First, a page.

Four Companies Who Disrupted Their Industries and How You Can Do the Same

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When you hear the term “disruptive innovation,” does it conjure up thoughts of rare engineering geniuses who spend years developing some unprecedented product? Sure, there are those geniuses and their stories, and we have them to thank for many of the products we use today. But they’re not the only ones with the power to make waves.

Industry disruption also comes from businesses that simply embrace today’s already-available innovative technology, and then apply it in new and creative ways. With platforms, smart products, asset-leveraging, and staff-on-demand, business leaders solve their current problems and improve processes. In doing so, many of them set a new bar for their industries or re-define them entirely.

While the examples below highlight (now) large companies, small businesses have one key advantage: the ability to quickly adapt their strategies and exploit new opportunities. How can you apply the growth strategies highlighted below to your business?

Feeding America

Feeding America is a national hunger-relief group that organizes the collection and distribution of donations to food banks all across the country. Now number three on Forbes’ 100 Largest U.S. Charities list, the network previously struggled with a hefty set of logistical challenges.

Food banks across the nation have unique shortages and surpluses of different foods. But Feeding America workers were having problems keeping track of changing demand. They didn’t know where to send which supplies.

To solve this problem, Feeding America tapped into the concept of disintermediation. They removed the middleman from their organization by creating a platform to connect their producers and consumers directly.

Key application: Is there an inefficiency in your industry that you could solve with a platform (and multiply your revenue in the process)?

John Deere

John Deere has enjoyed incredible payoff from integrating smart product technology with existing offerings. They installed sensors in their tractors to capture diagnostic data, detect weather and soil conditions, and communicate with other farming equipment. By offering diagnostic tools for farming equipment and automatic shut-off of irrigation systems, John Deere attracts and retains customers, saving them time and money.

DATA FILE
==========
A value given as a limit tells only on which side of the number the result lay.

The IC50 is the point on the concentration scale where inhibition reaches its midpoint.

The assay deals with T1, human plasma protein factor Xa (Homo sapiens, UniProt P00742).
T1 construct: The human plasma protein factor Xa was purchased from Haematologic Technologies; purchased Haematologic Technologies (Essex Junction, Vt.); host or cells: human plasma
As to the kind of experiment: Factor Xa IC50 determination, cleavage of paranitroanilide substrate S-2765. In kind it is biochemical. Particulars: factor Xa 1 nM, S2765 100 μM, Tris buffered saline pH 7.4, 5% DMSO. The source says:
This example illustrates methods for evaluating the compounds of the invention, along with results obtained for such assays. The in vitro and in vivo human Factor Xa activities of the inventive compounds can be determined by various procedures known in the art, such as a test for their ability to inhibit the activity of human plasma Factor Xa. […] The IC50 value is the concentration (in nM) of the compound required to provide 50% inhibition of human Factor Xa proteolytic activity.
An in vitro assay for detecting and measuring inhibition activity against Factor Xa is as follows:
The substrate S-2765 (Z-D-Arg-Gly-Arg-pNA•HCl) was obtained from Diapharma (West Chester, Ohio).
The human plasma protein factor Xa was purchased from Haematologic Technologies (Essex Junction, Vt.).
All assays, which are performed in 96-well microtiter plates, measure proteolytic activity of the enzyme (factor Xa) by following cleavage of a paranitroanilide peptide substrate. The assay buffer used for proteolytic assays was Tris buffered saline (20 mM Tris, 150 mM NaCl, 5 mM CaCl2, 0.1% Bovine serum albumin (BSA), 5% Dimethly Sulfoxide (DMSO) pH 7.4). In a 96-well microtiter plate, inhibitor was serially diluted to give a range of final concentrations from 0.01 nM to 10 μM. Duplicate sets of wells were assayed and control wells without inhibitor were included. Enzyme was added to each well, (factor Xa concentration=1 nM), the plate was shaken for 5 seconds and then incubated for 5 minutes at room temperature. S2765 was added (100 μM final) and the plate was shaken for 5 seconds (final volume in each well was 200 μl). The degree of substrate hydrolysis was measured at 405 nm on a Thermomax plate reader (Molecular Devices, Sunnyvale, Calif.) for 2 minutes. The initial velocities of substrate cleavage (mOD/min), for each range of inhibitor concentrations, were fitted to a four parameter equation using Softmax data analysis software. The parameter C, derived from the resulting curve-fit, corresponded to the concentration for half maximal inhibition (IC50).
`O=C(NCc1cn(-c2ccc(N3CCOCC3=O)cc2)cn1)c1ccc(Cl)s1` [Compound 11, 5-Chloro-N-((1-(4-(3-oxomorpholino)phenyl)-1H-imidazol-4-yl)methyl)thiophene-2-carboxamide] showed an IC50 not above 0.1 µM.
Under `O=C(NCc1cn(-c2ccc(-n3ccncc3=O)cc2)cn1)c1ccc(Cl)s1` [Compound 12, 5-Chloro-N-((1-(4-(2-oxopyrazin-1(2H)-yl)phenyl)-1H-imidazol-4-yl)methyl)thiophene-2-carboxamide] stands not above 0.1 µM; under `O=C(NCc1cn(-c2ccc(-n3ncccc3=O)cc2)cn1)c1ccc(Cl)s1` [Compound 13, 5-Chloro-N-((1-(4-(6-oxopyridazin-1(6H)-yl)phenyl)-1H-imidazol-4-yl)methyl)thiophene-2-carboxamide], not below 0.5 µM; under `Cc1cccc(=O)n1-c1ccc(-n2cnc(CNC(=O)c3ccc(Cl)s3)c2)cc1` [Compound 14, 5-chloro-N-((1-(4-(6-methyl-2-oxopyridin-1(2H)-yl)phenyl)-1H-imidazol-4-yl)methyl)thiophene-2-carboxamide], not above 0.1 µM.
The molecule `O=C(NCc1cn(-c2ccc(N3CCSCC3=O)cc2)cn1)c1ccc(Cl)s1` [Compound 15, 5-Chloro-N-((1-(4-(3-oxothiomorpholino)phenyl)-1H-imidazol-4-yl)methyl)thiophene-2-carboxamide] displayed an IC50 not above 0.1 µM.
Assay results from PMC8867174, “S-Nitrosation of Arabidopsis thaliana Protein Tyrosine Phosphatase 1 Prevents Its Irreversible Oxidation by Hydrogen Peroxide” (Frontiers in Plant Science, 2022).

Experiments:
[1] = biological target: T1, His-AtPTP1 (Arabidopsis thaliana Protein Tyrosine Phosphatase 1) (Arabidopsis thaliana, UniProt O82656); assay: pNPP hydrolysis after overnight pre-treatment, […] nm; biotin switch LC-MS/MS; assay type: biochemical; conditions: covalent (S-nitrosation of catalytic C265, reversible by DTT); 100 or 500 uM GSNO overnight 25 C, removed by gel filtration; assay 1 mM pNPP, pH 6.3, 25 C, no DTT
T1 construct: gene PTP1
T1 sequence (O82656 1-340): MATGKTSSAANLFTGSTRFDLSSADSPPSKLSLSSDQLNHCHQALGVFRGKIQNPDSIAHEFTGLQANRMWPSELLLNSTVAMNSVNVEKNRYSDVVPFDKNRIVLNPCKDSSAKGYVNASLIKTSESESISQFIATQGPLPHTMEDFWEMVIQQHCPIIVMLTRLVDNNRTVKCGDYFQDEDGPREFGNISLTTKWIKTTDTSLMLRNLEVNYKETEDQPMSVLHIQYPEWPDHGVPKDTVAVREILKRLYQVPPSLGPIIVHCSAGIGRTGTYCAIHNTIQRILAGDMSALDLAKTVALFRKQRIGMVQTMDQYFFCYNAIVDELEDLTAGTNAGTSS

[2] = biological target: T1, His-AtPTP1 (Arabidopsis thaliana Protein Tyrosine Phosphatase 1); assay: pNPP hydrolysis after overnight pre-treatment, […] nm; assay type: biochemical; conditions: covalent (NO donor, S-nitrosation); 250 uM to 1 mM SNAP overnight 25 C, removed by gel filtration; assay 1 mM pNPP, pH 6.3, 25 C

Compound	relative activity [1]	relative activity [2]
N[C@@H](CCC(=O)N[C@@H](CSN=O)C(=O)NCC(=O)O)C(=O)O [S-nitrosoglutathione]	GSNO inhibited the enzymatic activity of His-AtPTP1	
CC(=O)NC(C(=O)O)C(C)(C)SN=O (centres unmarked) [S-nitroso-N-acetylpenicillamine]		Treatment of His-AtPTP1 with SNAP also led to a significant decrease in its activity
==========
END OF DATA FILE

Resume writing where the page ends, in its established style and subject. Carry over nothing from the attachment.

Perhaps most significantly, these smart products set a new standard for farm equipment, making John Deere an industry leader.

Key application: Are there any opportunities to improve your products with smart capabilities?

Airbnb

Airbnb is a platform-based business that connects people who rent out their guest rooms with people who are looking for a room. Because they don’t actually own the properties, Airbnb is able to avoid all of the costs associated with owning and maintaining the rooms. This has resulted in the company reaching or exceeding the success of traditional hotel chains at an unprecedented speed.

Airbnb’s asset-leveraging technique stands out next to a business like Marriott, for example. It’s taken 90 years for Marriott to reach an estimated value of $26 billion, whereas Airbnb reached $24 billion in 9 years! If that isn’t impressive enough, Airbnb was able to reach their current value with approximately 5,000 employees, while Marriott currently employs around 200,000.

Key application: Is there an opportunity in your business to leverage assets that you do not own?

Prudential Life Insurance

Prudential Life Insurance seized an opportunity to solve a major hangup their customers were experiencing: the length of time it took to get a quote.

Instead of seeking out specialists to create quotes full time, Prudential worked with Kaggle, an existing platform for data scientists. By hosting a competition on Kaggle, Prudential was able to incentivize 2,619 data science teams to offer 45,000 potential solutions to the problem! The result? Their customers went from having to wait 30 days for a quote to now getting one instantly.

Prudential would have been much less likely to acquire such a fantastic solution had they restricted their talent pool to a small, full-time team.

Key application: How could staff-on-demand save your business resources and widen your talent pool?

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About Author

Tim Hamilton
CEO & Founder, Praxent
tim@praxent.com
512-553-6830
Praxent.com

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